Andrew Stellman affirms that having great teams with a collaborative mindset takes more than great people, visionary leaders and good organizers, providing insights into what needs to be added.
Ashley Johnson identifies key principles for high performance product development teams, and explore which of these we can and cannot control in virtual teams.
Dana Caulder discusses how to improve team communication and delivery, aligning processes and tooling for iterative improvement, processes to mitigate team member turnover and speed-up onboarding.
Jim McCarthy keynotes on the importance of a proper agile culture within organizations, providing examples from his own experience.
Alan Claypool discusses a methodology meant to bring coherence to an organization based on a strategic vision and clear focus on core values, over-communication and up-down accountability.
Jim McCarthy discusses culture hacking, a distinct kind of culture engineering, expressing a particular hacker ethos, an ethos originating in the world of software hacking, promoting freedom, openness, and embodying rationality and design elegance.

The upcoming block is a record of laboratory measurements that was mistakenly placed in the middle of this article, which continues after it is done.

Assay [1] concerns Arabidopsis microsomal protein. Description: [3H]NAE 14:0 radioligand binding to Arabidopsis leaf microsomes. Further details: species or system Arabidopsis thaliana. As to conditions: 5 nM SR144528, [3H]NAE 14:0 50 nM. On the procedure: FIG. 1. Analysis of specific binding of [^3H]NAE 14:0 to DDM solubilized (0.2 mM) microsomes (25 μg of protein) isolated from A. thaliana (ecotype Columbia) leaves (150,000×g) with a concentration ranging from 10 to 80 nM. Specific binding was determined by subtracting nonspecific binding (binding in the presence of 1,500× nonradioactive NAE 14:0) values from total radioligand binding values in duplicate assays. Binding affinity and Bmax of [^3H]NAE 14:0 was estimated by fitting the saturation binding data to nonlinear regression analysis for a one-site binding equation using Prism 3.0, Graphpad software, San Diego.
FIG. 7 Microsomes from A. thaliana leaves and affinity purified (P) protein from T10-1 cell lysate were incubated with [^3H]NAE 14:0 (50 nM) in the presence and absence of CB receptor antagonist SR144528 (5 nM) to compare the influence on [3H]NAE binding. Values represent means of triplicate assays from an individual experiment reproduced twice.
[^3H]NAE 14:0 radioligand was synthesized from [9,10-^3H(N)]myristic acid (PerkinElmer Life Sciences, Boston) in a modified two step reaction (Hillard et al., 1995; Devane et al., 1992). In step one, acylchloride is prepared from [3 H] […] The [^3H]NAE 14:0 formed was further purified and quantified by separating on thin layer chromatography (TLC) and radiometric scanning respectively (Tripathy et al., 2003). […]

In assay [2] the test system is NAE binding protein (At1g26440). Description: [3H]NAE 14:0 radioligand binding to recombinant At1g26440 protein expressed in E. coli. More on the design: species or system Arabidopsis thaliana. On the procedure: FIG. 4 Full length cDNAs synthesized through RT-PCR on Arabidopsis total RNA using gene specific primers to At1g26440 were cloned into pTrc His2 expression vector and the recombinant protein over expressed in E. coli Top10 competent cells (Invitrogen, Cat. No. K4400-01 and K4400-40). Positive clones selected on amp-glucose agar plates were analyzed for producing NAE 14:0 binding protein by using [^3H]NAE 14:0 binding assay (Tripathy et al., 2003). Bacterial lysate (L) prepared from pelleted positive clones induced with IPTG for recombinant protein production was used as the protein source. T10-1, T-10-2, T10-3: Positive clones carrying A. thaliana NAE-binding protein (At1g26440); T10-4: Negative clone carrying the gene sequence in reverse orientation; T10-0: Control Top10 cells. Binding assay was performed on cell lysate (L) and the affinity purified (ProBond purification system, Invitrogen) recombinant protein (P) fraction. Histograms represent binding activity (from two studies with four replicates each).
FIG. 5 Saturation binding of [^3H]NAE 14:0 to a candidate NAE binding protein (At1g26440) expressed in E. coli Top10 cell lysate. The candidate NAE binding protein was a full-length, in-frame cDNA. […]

Jeff Patton presents the process of co-creating products, where everyone is involved and responsible, taking examples from three companies he’s worked with.
Adrian Cho discusses applying Jazz performance principles to software development: managing friction, the importance of awareness, diversity, health, and leading on demand, embrace change and conflict.
Joanna Zweig and César Idrovo discuss Discovery Curves - a model to chart a team’s ability to learn-, and a group improvement process using past experiences and identifying common characteristics.
Luke Hohmann keynotes on what creates, causes, enables, and promotes software innovation.
Naveed Khawaja and Carl Bruiners introduce various Agile principles and practices and conduct a hands-on practice session meant to explain how to build a performing team.
Steve Rogalsky introduces the science of brainstorming and the practice of silent brainstorming which keeps loud people from dominating the meeting and helping quite people to contribute.